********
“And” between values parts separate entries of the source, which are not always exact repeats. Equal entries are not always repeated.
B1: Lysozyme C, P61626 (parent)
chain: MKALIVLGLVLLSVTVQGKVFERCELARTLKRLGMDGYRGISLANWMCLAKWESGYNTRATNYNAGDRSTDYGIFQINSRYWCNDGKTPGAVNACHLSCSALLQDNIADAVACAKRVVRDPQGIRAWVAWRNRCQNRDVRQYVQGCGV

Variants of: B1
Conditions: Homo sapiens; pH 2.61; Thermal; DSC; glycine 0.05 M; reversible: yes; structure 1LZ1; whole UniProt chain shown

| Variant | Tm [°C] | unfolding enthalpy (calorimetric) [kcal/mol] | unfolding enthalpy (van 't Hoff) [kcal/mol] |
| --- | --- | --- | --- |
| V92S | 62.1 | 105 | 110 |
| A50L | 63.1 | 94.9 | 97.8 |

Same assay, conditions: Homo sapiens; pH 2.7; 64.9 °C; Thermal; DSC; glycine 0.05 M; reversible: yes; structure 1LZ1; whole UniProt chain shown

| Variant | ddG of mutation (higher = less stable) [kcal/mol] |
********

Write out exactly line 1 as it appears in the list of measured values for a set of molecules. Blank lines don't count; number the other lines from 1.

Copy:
“And” between values parts separate entries of the source, which are not always exact repeats. Equal entries are not always repeated.